Monday, February 3, 2014

Untangling Retirement Strategies: Life Annuities

In my previous blog post, Unraveling Retirement Strategies: Systematic Withdrawals, I set up a structure for comparing the various retirement funding strategies using eight criteria: primary advocates of the strategy, spending plan, investment strategy, liability-matching, longevity risk, spending floor and upside potential for standard of living.

In this post, I'll talk about the least favorite strategy among consumers for funding retirement, purchasing a life annuity. Ironically, this is the strategy most favored by economists for retirees who don't have a “bequest motive”, in other words, retirees who don't care if they have money left over after they die.

But consumers stay away from life annuities in droves, confusing economists to the point that they have dubbed the problem “the annuity puzzle”. A recent study entitled Optimal Annuitization with Stochastic Mortality Probabilities (try saying that three times real fast!), tries to solve the puzzle by suggesting what retirees know that economists don't that retirees may have health or other financial crises and need access to capital they might otherwise have used to purchase an annuity.


A life annuity is a contract with an insurance company to provide a set amount of annual (or monthly) income for as long as you live in exchange for a large payment in the case of a single premium immediate annuity, or years of smaller payments for a deferred annuity, up front. Unlike the other strategies I will describe, a life annuity is not something you invest in like a stock and it is not a loan, like a bond. It is an insurance policy that you purchase.

As with anything you purchase, the money you use to pay for it then belongs to the seller, the insurance company in this case. Depending on the options you might purchase, the insurance company has varying commitments to return any of that money even if you live only a short time after purchase and don't receive many payments.

Following is a diagram of potential spending from the life annuity strategy. It's a pretty boring chart except for one thing. The lines on the spending charts for other strategies move to the right until you run out of money. This one moves to the right for as long as you (and your spouse if it's a joint annuity) continue living. You never run out of money.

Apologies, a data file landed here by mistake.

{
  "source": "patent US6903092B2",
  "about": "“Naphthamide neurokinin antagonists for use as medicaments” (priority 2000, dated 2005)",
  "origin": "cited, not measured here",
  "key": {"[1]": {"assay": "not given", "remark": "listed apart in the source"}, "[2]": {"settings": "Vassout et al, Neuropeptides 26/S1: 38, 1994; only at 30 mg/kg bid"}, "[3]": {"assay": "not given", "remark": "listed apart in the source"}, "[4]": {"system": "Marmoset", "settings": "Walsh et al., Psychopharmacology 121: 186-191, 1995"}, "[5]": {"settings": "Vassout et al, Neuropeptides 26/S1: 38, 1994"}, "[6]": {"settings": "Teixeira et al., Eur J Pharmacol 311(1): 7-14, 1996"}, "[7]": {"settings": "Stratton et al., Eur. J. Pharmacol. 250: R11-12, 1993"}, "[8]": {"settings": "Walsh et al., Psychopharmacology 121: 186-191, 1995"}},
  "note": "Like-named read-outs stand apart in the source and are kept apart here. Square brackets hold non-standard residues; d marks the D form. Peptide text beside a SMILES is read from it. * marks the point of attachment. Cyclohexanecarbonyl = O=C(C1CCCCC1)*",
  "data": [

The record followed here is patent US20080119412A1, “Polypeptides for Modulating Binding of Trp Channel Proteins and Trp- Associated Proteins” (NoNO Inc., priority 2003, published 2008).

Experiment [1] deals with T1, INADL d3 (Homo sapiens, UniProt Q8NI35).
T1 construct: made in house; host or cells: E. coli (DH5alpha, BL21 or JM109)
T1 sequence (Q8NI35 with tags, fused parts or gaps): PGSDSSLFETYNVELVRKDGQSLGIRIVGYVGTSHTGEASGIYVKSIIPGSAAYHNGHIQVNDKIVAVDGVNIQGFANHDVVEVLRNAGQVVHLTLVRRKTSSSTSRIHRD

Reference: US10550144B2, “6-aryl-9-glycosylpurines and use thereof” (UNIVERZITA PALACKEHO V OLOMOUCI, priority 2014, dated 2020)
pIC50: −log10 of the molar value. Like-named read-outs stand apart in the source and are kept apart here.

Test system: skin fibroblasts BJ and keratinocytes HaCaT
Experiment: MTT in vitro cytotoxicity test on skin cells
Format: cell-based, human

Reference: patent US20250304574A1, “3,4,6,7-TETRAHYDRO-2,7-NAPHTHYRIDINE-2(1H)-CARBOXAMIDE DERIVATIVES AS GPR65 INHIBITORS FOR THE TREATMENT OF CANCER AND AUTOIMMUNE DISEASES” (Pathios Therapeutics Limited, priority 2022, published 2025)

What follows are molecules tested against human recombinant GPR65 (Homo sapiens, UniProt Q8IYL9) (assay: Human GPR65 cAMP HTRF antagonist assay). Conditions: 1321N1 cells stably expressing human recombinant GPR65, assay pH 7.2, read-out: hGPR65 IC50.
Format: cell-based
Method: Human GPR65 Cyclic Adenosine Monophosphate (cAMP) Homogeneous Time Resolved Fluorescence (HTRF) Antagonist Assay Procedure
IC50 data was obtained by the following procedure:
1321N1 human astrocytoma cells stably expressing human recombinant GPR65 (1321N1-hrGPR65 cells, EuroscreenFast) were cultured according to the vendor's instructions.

It is becoming typical for annuity contracts to return some of your purchase amount if you live ten years or less. Otherwise, the value of the contract is zero after the annuitant's death, or after the survivor's death if a joint annuity is purchased.

Purchasing a life annuity is the only one of the four major strategies in which the retiree loses control of his or her retirement savings. It is one of the two strategies that guarantee retirement income no matter how long you live and the only one to do that efficiently. You could, for example, set up a TIPS bond ladder that would secure income until you were 120 years old, but that would be a very inefficient use of your capital.

Insurance companies invest your money in bonds, so life annuities are not subject to stock market volatility. Life annuities create a secure floor of income. Because they are not invested in stocks, there is no upside opportunity to improve your standard of living.

Purchasing a life annuity does not provide liability matching. You have one source of consistent income from which to pay all future liabilities.